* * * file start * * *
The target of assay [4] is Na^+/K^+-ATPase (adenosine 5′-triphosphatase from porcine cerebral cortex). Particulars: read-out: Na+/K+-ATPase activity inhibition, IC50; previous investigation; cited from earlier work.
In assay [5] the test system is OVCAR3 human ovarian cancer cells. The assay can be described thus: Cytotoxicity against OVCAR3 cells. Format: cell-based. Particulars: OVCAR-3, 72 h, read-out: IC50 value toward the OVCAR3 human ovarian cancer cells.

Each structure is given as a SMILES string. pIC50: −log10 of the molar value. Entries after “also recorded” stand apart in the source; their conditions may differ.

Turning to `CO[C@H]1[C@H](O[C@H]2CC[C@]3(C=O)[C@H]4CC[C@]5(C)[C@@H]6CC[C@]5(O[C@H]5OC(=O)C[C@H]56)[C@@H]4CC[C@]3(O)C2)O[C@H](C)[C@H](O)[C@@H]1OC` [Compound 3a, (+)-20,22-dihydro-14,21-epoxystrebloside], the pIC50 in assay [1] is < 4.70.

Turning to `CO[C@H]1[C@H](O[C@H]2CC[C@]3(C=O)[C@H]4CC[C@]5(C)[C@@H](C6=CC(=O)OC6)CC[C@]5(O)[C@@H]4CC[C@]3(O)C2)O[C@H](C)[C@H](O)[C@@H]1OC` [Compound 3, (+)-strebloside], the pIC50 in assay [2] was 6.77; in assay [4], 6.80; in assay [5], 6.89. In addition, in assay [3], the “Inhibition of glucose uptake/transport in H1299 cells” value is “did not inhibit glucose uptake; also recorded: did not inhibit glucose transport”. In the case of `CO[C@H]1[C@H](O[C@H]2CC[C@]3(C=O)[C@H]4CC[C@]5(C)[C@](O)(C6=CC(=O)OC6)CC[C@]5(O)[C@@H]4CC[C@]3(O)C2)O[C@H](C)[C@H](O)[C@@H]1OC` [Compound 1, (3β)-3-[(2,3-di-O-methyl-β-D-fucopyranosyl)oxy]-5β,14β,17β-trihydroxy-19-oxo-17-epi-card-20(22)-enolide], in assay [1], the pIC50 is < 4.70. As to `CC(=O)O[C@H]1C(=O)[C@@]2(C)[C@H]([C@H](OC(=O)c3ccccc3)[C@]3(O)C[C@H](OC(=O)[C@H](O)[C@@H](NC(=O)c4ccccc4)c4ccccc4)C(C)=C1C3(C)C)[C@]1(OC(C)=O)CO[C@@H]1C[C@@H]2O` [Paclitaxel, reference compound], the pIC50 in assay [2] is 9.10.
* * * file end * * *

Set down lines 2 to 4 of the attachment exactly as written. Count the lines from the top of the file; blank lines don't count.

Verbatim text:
In assay [5] the test system is OVCAR3 human ovarian cancer cells. The assay can be described thus: Cytotoxicity against OVCAR3 cells. Format: cell-based. Particulars: OVCAR-3, 72 h, read-out: IC50 value toward the OVCAR3 human ovarian cancer cells.

Each structure is given as a SMILES string. pIC50: −log10 of the molar value. Entries after “also recorded” stand apart in the source; their conditions may differ.

Turning to `CO[C@H]1[C@H](O[C@H]2CC[C@]3(C=O)[C@H]4CC[C@]5(C)[C@@H]6CC[C@]5(O[C@H]5OC(=O)C[C@H]56)[C@@H]4CC[C@]3(O)C2)O[C@H](C)[C@H](O)[C@@H]1OC` [Compound 3a, (+)-20,22-dihydro-14,21-epoxystrebloside], the pIC50 in assay [1] is < 4.70.